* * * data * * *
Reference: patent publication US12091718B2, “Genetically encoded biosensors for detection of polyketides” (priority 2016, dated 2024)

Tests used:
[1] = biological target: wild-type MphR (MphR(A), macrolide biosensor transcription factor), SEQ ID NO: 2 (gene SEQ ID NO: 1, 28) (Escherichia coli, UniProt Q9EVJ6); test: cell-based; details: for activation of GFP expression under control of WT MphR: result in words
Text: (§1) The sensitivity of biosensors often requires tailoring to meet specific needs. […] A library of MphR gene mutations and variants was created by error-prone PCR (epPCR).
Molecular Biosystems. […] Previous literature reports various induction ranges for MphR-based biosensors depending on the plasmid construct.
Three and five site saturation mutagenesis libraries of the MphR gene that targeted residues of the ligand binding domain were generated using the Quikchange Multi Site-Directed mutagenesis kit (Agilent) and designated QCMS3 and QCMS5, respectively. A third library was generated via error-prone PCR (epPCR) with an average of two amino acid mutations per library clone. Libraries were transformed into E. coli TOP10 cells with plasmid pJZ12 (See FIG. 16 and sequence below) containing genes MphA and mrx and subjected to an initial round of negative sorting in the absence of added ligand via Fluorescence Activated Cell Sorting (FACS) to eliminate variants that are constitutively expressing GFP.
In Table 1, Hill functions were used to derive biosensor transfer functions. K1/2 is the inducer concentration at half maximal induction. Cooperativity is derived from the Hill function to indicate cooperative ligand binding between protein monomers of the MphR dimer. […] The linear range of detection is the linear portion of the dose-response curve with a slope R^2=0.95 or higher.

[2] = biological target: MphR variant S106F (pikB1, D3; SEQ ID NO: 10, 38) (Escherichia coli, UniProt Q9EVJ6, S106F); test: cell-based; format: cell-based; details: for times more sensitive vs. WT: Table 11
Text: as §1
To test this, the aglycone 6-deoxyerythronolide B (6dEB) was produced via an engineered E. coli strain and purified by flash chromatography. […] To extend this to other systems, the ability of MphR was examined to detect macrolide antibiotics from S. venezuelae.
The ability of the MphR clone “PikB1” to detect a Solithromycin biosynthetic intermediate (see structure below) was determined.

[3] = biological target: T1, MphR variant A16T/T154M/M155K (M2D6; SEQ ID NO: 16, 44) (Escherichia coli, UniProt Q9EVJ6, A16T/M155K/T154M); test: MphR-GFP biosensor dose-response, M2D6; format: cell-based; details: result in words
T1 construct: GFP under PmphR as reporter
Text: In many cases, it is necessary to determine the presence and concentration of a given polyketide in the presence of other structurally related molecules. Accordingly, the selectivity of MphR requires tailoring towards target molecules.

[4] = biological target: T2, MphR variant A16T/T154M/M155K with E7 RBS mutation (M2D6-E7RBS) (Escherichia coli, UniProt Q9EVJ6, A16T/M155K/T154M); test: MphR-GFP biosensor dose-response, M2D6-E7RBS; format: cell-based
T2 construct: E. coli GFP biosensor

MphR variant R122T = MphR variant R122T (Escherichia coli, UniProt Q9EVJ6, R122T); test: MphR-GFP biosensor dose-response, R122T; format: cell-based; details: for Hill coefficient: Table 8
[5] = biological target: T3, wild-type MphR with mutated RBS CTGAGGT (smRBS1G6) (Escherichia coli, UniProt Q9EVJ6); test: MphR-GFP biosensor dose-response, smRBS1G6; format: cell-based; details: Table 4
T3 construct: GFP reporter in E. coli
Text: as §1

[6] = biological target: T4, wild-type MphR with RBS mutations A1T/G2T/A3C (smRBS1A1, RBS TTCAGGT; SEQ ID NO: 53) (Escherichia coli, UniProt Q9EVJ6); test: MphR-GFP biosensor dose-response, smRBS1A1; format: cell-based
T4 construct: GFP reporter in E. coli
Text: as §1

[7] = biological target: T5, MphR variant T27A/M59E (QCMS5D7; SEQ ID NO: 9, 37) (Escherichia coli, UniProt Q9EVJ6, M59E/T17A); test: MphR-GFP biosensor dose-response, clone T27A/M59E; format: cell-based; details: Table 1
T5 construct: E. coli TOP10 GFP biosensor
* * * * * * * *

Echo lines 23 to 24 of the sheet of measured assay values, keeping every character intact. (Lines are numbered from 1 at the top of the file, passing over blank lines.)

Text: as §1

[7] = biological target: T5, MphR variant T27A/M59E (QCMS5D7; SEQ ID NO: 9, 37) (Escherichia coli, UniProt Q9EVJ6, M59E/T17A); test: MphR-GFP biosensor dose-response, clone T27A/M59E; format: cell-based; details: Table 1